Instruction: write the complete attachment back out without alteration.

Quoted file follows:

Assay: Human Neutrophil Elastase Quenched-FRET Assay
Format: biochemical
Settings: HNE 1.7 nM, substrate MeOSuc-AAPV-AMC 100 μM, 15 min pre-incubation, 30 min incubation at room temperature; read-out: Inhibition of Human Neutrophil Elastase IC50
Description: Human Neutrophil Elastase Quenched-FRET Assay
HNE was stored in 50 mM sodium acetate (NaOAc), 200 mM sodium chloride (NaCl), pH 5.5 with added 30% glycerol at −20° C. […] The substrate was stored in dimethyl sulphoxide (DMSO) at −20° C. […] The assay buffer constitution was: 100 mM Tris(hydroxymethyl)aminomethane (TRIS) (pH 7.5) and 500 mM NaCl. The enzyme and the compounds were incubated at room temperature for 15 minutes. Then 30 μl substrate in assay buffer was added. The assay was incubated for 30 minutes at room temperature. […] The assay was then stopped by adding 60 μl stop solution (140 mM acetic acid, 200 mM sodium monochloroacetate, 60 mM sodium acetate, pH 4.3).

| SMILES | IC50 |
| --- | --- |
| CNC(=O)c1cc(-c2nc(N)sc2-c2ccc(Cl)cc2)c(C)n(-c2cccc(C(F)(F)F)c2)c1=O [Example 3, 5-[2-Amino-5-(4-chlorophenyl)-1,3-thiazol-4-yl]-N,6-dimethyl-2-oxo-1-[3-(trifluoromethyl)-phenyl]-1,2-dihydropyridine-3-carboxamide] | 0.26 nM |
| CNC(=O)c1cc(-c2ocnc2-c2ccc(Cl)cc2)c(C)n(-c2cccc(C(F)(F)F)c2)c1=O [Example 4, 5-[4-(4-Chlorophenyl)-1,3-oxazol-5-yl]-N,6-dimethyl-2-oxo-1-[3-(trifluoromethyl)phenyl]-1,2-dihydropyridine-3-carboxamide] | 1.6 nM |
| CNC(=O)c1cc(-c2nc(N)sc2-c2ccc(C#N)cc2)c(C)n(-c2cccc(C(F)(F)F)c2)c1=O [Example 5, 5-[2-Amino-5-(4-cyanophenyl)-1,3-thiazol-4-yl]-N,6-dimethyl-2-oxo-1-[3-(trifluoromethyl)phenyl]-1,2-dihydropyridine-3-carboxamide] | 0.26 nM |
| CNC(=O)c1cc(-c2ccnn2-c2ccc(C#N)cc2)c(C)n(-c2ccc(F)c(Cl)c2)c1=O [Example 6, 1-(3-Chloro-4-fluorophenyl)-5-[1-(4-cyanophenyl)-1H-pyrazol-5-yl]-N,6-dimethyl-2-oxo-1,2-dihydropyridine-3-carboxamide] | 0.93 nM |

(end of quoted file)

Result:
Assay: Human Neutrophil Elastase Quenched-FRET Assay
Format: biochemical
Settings: HNE 1.7 nM, substrate MeOSuc-AAPV-AMC 100 μM, 15 min pre-incubation, 30 min incubation at room temperature; read-out: Inhibition of Human Neutrophil Elastase IC50
Description: Human Neutrophil Elastase Quenched-FRET Assay
HNE was stored in 50 mM sodium acetate (NaOAc), 200 mM sodium chloride (NaCl), pH 5.5 with added 30% glycerol at −20° C. […] The substrate was stored in dimethyl sulphoxide (DMSO) at −20° C. […] The assay buffer constitution was: 100 mM Tris(hydroxymethyl)aminomethane (TRIS) (pH 7.5) and 500 mM NaCl. The enzyme and the compounds were incubated at room temperature for 15 minutes. Then 30 μl substrate in assay buffer was added. The assay was incubated for 30 minutes at room temperature. […] The assay was then stopped by adding 60 μl stop solution (140 mM acetic acid, 200 mM sodium monochloroacetate, 60 mM sodium acetate, pH 4.3).

| SMILES | IC50 |
| --- | --- |
| CNC(=O)c1cc(-c2nc(N)sc2-c2ccc(Cl)cc2)c(C)n(-c2cccc(C(F)(F)F)c2)c1=O [Example 3, 5-[2-Amino-5-(4-chlorophenyl)-1,3-thiazol-4-yl]-N,6-dimethyl-2-oxo-1-[3-(trifluoromethyl)-phenyl]-1,2-dihydropyridine-3-carboxamide] | 0.26 nM |
| CNC(=O)c1cc(-c2ocnc2-c2ccc(Cl)cc2)c(C)n(-c2cccc(C(F)(F)F)c2)c1=O [Example 4, 5-[4-(4-Chlorophenyl)-1,3-oxazol-5-yl]-N,6-dimethyl-2-oxo-1-[3-(trifluoromethyl)phenyl]-1,2-dihydropyridine-3-carboxamide] | 1.6 nM |
| CNC(=O)c1cc(-c2nc(N)sc2-c2ccc(C#N)cc2)c(C)n(-c2cccc(C(F)(F)F)c2)c1=O [Example 5, 5-[2-Amino-5-(4-cyanophenyl)-1,3-thiazol-4-yl]-N,6-dimethyl-2-oxo-1-[3-(trifluoromethyl)phenyl]-1,2-dihydropyridine-3-carboxamide] | 0.26 nM |
| CNC(=O)c1cc(-c2ccnn2-c2ccc(C#N)cc2)c(C)n(-c2ccc(F)c(Cl)c2)c1=O [Example 6, 1-(3-Chloro-4-fluorophenyl)-5-[1-(4-cyanophenyl)-1H-pyrazol-5-yl]-N,6-dimethyl-2-oxo-1,2-dihydropyridine-3-carboxamide] | 0.93 nM |